Diagnosing this code mostly includes checking the electrical systems of the vehicle. This mostly includes checking the charge of the key electrical system components, but here’s a list of the main diagnostic methods in further detail:
Check the battery
The first step is to check the battery’s voltage level. A weak or dead battery can cause this code to appear. Use a multimeter to measure the battery’s voltage level.
Check the alternator
The second step is to check the alternator’s output voltage. A faulty alternator can cause the P1638 code to appear. Use a multimeter to measure the alternator’s output voltage.
Check the wiring harness
The third step is to check the wiring harness for any damage or loose connections. A damaged wiring harness can cause a short circuit in the control circuit, leading to the code.
Look for blown fuses
The fourth step is to check the fuses in the generator or alternator control circuit. A blown fuse can cause the code to activate.
How to fix the P1683 code
There are several ways of fixing the code P1683 code and it all depends on the exact reason behind the code. You can therefore apply one of the following solutions to fix and remove the code:
Fixing a faulty alternator
If the alternator is faulty, replace it with a new one. The cost of a new alternator varies depending on the make and model of your vehicle.
Fixing a bad battery
If the battery is weak or dead, replace it with a new one. The cost of a new battery varies depending on the make and model of your vehicle.
Fixing a defective wiring harness
If the wiring harness is defective, repair or replace it. The cost of repairing or replacing a wiring harness varies depending on the extent of the damage.
Fixing a blown fuse
If the fuse is blown, replace it with a new one. The cost of a new fuse depends on the make and model of your vehicle.
Fixing a faulty PCM
If the PCM is malfunctioning, replace it with a new one. The cost of a new PCM could go from $500 to $1500 and even higher depending on your vehicle model.
How to prevent the P1683 code
Once you’ve sorted out the issue with this code, it’s best to stick with some preventive measures to make sure that the code doesn’t happen again anytime soon. You can do this by looking at the electrical system of your vehicle, and here are some steps to follow:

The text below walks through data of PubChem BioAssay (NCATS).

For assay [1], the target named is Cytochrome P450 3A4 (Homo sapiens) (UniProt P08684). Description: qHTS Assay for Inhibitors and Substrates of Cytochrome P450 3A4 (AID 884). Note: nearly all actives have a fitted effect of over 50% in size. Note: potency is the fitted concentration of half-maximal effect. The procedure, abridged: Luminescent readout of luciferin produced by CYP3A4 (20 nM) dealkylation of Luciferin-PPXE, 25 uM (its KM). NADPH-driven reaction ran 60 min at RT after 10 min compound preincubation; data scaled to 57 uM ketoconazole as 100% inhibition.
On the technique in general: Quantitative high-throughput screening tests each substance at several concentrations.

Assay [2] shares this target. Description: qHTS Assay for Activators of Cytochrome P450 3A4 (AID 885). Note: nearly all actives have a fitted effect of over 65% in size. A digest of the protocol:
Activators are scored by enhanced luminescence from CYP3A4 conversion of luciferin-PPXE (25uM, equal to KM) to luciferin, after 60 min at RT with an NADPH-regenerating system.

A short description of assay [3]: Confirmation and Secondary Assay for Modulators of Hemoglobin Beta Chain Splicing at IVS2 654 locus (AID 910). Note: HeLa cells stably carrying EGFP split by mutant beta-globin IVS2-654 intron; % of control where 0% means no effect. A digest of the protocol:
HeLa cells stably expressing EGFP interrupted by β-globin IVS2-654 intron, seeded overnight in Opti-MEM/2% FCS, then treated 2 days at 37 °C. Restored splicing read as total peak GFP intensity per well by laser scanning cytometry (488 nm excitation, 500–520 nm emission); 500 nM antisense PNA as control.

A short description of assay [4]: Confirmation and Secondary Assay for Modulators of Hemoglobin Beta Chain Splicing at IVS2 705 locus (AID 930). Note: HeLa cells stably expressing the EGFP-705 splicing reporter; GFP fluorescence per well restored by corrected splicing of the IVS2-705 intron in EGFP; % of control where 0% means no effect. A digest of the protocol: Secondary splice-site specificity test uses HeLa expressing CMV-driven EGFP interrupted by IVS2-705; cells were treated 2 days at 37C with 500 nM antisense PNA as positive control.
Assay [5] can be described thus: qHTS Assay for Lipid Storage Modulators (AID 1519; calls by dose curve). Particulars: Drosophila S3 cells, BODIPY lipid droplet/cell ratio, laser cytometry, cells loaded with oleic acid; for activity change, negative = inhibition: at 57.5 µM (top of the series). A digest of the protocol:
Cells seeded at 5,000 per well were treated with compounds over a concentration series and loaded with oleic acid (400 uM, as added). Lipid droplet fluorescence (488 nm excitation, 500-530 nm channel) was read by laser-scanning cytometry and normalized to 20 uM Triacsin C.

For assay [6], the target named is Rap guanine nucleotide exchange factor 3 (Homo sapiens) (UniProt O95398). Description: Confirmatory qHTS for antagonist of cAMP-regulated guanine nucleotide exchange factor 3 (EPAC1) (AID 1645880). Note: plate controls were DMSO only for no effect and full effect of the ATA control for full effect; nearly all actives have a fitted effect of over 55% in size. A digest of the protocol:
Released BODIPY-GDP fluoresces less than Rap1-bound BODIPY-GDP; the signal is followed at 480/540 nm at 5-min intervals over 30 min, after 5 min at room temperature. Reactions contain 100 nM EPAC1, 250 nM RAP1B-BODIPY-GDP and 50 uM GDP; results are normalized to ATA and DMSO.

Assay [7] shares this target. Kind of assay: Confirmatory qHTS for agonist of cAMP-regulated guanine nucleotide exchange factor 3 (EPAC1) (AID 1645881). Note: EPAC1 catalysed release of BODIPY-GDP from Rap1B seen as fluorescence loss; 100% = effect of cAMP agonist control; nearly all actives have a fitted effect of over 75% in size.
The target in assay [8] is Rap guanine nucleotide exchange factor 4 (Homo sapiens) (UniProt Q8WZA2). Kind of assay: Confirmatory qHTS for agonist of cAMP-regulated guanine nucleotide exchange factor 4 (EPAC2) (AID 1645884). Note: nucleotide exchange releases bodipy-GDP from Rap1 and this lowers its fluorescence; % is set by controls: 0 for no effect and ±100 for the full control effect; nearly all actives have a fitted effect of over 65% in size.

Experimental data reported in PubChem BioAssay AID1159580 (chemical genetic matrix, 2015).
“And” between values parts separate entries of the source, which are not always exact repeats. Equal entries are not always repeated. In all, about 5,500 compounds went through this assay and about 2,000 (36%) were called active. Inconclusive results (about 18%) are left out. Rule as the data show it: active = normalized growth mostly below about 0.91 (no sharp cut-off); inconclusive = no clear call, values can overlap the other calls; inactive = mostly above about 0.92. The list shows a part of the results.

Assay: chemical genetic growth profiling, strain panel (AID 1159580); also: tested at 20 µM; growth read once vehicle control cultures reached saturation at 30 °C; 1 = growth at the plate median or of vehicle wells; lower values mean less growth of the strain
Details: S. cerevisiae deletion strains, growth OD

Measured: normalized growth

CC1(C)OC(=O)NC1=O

- Check the battery and its charge
- Make sure that the alternator is working properly
- Measure the voltage of the battery and its charging system
- Be aware of the warning signs of generator circuit damage like dim lights or inoperable power windows
If you take these steps and combine them with the listed methods of fixing and repairing the issue behind this code, you should never encounter it again.
Overall, the P1638 code is among the most common issues that car owners may face. If you follow the steps outlined in this article, you can diagnose, fix, and prevent the P1638 code from appearing again, so we hope that our team was able to help you out with it.
What are the symptoms of the P1638 code?
Common symptoms associated with the P1638 code include an illuminated battery warning light on the dashboard, dimming headlights, and a decrease in overall power or performance.
Can I still drive my car with a P1638 code?
It’s generally not recommended to drive your vehicle with an active P1638 code. This issue can cause damage to other electrical components in your car and could potentially leave you stranded if your battery dies.
What is required to fix the P1638 code?
Repairing a P1638 code can involve replacing faulty components such as wiring, fuses, or alternator parts.